Abstract

Spatial variations in the polarization properties of multiple scattering have been observed in the lidar backscattering from atmospheric water droplet clouds. To detect these effects, the lidar receivers have been modified to incorporate spatial filters in the focal plane which block singly scattered radiation and transmit muliply backscattered radiation through sectors oriented at five azimuthal angles between 0 and 90° to the direction of the transmitted linear polarization. The parallel and perpendicular polarized components of the lidar multiple scattering have been measured as a function of pulse penetration depth for different cloud formations. The anisotropic distributions observed are found to resemble those previously recorded in our laboratory measurements on clouds of spherical scatterers. In this paper also, results of Mie scattering calculations are summarized which show that the observed polarization anisotropy originates directly from the polarization properties of the single scattering from spherical particles.

© 1985 Optical Society of America

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References

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  1. A. I. Carswell, in Clouds, Their Formation, Optical Properties and Effects, P. V. Hobbs, A. Deepak, Eds. (Academic, New York, 1981), p. 363.
    [CrossRef]
  2. S. R. Pal, A. I. Carswell, “Multiple Scattering in Atmospheric Clouds: Lidar Observations,” Appl. Opt. 15, 1990 (1976).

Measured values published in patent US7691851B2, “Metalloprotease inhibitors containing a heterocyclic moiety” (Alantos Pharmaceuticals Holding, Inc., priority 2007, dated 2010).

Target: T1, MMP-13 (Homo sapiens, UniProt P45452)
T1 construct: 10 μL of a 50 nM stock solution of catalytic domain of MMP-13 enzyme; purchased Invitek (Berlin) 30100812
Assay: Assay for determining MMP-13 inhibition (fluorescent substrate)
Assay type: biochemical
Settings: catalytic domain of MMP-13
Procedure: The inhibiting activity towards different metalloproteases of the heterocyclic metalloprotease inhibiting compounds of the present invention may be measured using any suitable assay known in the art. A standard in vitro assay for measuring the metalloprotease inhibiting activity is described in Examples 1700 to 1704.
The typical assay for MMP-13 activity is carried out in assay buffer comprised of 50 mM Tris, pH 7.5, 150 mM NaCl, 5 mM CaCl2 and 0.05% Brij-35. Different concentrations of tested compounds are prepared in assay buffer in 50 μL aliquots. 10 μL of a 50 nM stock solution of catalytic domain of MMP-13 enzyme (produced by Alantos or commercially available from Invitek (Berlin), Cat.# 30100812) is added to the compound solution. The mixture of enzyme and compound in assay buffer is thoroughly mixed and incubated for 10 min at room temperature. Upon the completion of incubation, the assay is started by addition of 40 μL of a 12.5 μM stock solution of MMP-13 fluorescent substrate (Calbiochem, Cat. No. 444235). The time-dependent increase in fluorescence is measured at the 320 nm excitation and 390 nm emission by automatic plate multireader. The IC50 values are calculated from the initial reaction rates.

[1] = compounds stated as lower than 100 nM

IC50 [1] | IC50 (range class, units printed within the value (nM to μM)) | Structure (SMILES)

[CrossRef] [PubMed]
  3. J. D. Houston, A. I. Carswell, “Four-Component Polarization Measurement of Lidar Atmospheric Scattering,” Appl. Opt. 17, 614 (1978).
    [CrossRef] [PubMed]
  4. K. Sassen, “Air-Truth Lidar Polarization Studies of Orographic Clouds,” J. Appl. Meteorol. 17, 73 (1978).
    [CrossRef]
  5. C. M. R. Platt, N. L. Abshire, G. I. McNice, “Some Micro-physical Properties of Ice Clouds from Lidar Observation of Horizontally Oriented Crystals,” J. Appl. Meteorol. 17, 1220 (1978).
    [CrossRef]
  6. J. S. Ryan, S. R. Pal, A. I. Carswell, “Laser Backscattering from Dense Water-Droplet Clouds,” J. Opt. Soc. Am. 69, 60 (1979).
    [CrossRef]
  7. A. I. Carswell, S. R. Pal, “Polarization Anisotropy in Lidar Multiple Scattering from Clouds,” Appl. Opt. 19, 4123 (1980).
    [CrossRef] [PubMed]
  8. R. L. Cheung, A. Ishimaru, “Transmission, Backscattering, and Depolarization of Waves in Randomly Distributed Spherical Particles,” Appl. Opt. 21, 3792 (1982).
    [CrossRef] [PubMed]

1982 (1)

1980 (1)

1979 (1)

1978 (3)

J. D. Houston, A. I. Carswell, “Four-Component Polarization Measurement of Lidar Atmospheric Scattering,” Appl. Opt. 17, 614 (1978).
[CrossRef] [PubMed]

K. Sassen, “Air-Truth Lidar Polarization Studies of Orographic Clouds,” J. Appl. Meteorol. 17, 73 (1978).
[CrossRef]

C. M. R. Platt, N. L. Abshire, G. I. McNice, “Some Micro-physical Properties of Ice Clouds from Lidar Observation of Horizontally Oriented Crystals,” J. Appl. Meteorol. 17, 1220 (1978).
[CrossRef]

1976 (1)

Abshire, N. L.

C. M. R. Platt, N. L. Abshire, G. I. McNice, “Some Micro-physical Properties of Ice Clouds from Lidar Observation of Horizontally Oriented Crystals,” J. Appl. Meteorol. 17, 1220 (1978).
[CrossRef]

Carswell, A. I.

Cheung, R. L.